“We are clearly going to take advantage of JMC clusters in order to optimize how we deliver content to the stations. When there is an option of delivering content to JMC hubs and taking advantage of delivering from there to stations, we will take advantage of that,” Vecchi said, noting that the proof-of-concept tests of v6 last year included several stations using JMC hubs.

At the funding end, CPB has been clear about how it sees the system’s architecture developing. It would rather see a smaller number of end points to which v6 will need to deliver content.

“We have recently created an incentive through the grant program to support stations that join JMCs,” said Ted Krichels, CPB senior v.p. for system development and media strategy. “We see it as an essential move to better allocate our resources to local program development.”

Vecchi said the new interconnect will continue to meet the needs of stations that keep their master control points local, as well as those that fall somewhere between fully local and full-fledged JMCs.

“Some stations have already created de facto JMCs in the sense that one station is providing services to another without entering into a formal structural agreement,” Vecchio said. “Others are state networks, Ohio for example, where they have created a model of centralizing master-control functions for that state, so that’s another example of a de facto JMC.”

Repack, ATSC 3.0 and more changes ahead

“As technology evolves, we want a system that can make changes in less than 10-year burps,” said Tom Axtell, g.m. at KLVX in Las Vegas and chair of the PBS Board’s interconnection committee.



That means being prepared for other impending changes that made big headlines at last month’s TechCon and the NAB Show, including the FCC’s announcement that it will pull 126 MHz out of the UHF TV spectrum to be auctioned later in 2016.

The subsequent repack of the TV spectrum will force many pubcasters to change the channels on which they broadcast. It could also affect the interconnect project if some stations take advantage of the opportunity to sell their spectrum in the auction, taking them off the air and out of the system.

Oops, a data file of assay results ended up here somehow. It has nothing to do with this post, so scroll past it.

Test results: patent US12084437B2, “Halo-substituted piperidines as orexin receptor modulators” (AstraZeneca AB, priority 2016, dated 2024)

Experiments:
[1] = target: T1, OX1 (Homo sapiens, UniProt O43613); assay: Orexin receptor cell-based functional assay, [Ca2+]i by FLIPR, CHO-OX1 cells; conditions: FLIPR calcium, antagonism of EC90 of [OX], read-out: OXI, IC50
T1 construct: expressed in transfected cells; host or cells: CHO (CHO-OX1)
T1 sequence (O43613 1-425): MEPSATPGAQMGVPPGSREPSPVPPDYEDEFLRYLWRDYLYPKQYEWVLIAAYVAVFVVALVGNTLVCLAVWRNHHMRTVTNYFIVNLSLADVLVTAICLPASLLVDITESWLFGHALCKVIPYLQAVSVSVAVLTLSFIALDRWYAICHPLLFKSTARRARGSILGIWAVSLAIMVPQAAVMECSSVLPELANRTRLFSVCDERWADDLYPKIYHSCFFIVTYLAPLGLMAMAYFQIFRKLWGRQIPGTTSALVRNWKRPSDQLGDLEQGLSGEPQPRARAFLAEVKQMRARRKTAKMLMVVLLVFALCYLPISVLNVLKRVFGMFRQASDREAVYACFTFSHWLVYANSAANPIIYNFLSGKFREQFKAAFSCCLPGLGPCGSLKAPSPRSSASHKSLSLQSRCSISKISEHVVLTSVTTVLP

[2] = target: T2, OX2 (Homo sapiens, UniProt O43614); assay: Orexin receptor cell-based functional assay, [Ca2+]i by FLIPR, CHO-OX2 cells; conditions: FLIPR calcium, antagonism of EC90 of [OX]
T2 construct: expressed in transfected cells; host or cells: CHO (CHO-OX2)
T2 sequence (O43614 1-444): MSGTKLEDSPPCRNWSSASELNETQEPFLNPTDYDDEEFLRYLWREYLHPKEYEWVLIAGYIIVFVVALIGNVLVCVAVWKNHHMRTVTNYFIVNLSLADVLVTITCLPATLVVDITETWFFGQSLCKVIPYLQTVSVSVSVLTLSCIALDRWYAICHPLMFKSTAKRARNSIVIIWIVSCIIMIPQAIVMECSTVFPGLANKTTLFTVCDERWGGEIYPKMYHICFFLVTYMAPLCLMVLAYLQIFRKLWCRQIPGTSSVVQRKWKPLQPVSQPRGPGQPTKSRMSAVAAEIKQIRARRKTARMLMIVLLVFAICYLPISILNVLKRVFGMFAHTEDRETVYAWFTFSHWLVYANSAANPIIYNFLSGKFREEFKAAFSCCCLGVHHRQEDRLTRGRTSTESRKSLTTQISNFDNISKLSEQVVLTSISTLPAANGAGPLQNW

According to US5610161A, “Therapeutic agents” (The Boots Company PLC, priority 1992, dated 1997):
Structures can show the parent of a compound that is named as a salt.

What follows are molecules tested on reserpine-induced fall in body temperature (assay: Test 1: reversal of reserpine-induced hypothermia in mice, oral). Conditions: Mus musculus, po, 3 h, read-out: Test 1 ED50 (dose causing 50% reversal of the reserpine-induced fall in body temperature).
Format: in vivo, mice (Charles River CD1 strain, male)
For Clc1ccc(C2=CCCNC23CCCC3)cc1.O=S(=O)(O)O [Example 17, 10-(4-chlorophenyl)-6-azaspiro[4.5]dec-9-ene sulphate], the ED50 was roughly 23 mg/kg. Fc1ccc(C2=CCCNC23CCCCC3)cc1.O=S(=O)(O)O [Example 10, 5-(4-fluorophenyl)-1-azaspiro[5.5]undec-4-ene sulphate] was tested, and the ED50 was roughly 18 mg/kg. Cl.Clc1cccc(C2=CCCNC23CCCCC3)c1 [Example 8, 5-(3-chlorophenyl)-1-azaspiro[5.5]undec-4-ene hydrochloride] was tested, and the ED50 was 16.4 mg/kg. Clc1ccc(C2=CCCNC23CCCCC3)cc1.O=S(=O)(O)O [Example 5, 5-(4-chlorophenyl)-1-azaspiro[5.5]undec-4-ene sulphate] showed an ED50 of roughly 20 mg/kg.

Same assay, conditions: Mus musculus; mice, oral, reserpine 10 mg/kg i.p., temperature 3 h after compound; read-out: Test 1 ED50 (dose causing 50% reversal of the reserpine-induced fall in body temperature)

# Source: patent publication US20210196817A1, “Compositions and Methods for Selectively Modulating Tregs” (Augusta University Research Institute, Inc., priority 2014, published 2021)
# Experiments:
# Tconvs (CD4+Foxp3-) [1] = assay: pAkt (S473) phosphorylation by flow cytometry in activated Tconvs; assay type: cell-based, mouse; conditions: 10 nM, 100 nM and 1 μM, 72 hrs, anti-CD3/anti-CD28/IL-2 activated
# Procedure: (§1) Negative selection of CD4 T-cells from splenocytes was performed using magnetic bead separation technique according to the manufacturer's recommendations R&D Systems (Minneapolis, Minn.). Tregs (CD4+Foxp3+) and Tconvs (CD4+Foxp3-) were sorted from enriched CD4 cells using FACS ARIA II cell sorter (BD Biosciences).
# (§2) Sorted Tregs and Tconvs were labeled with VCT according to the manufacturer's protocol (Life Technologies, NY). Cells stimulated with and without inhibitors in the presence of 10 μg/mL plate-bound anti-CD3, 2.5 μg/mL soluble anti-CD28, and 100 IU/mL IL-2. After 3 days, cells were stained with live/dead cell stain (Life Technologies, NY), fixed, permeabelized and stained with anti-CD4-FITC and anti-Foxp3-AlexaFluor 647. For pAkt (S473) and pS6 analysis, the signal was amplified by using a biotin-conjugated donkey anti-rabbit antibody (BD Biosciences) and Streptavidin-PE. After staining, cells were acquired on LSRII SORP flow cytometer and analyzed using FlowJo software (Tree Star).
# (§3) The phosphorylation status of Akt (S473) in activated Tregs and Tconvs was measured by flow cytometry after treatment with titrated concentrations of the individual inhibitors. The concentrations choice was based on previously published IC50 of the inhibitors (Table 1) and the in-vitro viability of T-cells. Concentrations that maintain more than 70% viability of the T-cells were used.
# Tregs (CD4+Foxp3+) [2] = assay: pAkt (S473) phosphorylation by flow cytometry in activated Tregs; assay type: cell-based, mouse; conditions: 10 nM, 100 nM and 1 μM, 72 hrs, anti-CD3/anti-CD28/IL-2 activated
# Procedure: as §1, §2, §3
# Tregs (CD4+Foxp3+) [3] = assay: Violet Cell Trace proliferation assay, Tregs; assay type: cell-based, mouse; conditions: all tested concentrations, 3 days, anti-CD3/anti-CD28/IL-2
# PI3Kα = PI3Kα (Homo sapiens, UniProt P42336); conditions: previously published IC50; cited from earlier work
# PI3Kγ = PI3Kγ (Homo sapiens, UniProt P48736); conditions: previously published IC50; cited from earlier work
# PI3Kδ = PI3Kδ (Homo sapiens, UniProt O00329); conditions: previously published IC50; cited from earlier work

“We’re confident that by and large, stations have a commitment to the public service mission,” said CPB’s Krichels, referring to decisions that local licensees will make about selling some or all of their channel capacity. “But there’s so much we don’t know. I think the concerns would focus around potential loss of translators. You see it in the state networks and out west, and the potential that there could be some unserved areas.”

Closely tied to the repack is the FCC’s plan to move stations from the current ATSC 1.0 transmission system to the ATSC 3.0 standard now awaiting FCC approval. While the repack will precede a later shift to ATSC 3.0, Vecchi said pubcasting leaders hope that stations can prepare for both changes at once.

“Vendors are getting ready for the repack equipment to be 3.0-ready or 3.0-upgradeable, so that when a station goes through the repack and buys new exciters or other equipment, they will provide equipment that will be software-upgradeable,” he said.

“Going forward, we really have to think about future-proofing the system,” Axtell said. That means preparing for some of the other changes that may come along with the move to 3.0, such as the ability to broadcast “4K” ultra–high-definition material that some program producers are already creating.

Axtell compared the new design principles to construction of a highway that can handle all different kinds of traffic.

“We want a system where if you’re in a two-person sports car or an 18-wheel truck barreling down the highway, we can handle it,” he said.